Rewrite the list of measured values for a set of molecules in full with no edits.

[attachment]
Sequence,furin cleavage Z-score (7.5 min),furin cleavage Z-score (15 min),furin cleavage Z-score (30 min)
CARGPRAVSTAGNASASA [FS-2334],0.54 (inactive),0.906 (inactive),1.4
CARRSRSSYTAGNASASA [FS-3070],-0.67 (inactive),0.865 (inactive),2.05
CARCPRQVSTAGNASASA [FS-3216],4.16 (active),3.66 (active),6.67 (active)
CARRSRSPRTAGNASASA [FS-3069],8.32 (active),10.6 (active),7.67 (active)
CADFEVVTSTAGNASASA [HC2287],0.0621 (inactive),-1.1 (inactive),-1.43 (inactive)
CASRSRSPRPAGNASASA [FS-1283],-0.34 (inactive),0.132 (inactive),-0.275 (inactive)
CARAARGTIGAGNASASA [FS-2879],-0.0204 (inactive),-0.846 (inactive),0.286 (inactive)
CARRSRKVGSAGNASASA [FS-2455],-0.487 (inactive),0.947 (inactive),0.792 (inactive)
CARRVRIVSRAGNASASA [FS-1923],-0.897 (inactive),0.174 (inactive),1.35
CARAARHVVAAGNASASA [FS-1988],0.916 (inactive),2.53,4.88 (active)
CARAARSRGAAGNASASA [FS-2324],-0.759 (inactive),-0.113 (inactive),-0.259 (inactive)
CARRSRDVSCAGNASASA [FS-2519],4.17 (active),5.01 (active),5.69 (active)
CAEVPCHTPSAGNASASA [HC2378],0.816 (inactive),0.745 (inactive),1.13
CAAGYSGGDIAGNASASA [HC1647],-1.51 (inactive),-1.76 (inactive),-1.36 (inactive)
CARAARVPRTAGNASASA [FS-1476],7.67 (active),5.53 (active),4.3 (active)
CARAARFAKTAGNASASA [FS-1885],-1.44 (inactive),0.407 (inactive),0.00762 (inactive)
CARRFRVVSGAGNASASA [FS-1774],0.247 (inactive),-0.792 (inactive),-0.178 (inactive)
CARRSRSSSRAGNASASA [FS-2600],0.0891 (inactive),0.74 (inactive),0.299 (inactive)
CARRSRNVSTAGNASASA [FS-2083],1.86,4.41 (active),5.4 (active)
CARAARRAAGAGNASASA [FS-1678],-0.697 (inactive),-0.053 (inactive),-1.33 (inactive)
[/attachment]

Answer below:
Sequence,furin cleavage Z-score (7.5 min),furin cleavage Z-score (15 min),furin cleavage Z-score (30 min)
CARGPRAVSTAGNASASA [FS-2334],0.54 (inactive),0.906 (inactive),1.4
CARRSRSSYTAGNASASA [FS-3070],-0.67 (inactive),0.865 (inactive),2.05
CARCPRQVSTAGNASASA [FS-3216],4.16 (active),3.66 (active),6.67 (active)
CARRSRSPRTAGNASASA [FS-3069],8.32 (active),10.6 (active),7.67 (active)
CADFEVVTSTAGNASASA [HC2287],0.0621 (inactive),-1.1 (inactive),-1.43 (inactive)
CASRSRSPRPAGNASASA [FS-1283],-0.34 (inactive),0.132 (inactive),-0.275 (inactive)
CARAARGTIGAGNASASA [FS-2879],-0.0204 (inactive),-0.846 (inactive),0.286 (inactive)
CARRSRKVGSAGNASASA [FS-2455],-0.487 (inactive),0.947 (inactive),0.792 (inactive)
CARRVRIVSRAGNASASA [FS-1923],-0.897 (inactive),0.174 (inactive),1.35
CARAARHVVAAGNASASA [FS-1988],0.916 (inactive),2.53,4.88 (active)
CARAARSRGAAGNASASA [FS-2324],-0.759 (inactive),-0.113 (inactive),-0.259 (inactive)
CARRSRDVSCAGNASASA [FS-2519],4.17 (active),5.01 (active),5.69 (active)
CAEVPCHTPSAGNASASA [HC2378],0.816 (inactive),0.745 (inactive),1.13
CAAGYSGGDIAGNASASA [HC1647],-1.51 (inactive),-1.76 (inactive),-1.36 (inactive)
CARAARVPRTAGNASASA [FS-1476],7.67 (active),5.53 (active),4.3 (active)
CARAARFAKTAGNASASA [FS-1885],-1.44 (inactive),0.407 (inactive),0.00762 (inactive)
CARRFRVVSGAGNASASA [FS-1774],0.247 (inactive),-0.792 (inactive),-0.178 (inactive)
CARRSRSSSRAGNASASA [FS-2600],0.0891 (inactive),0.74 (inactive),0.299 (inactive)
CARRSRNVSTAGNASASA [FS-2083],1.86,4.41 (active),5.4 (active)
CARAARRAAGAGNASASA [FS-1678],-0.697 (inactive),-0.053 (inactive),-1.33 (inactive)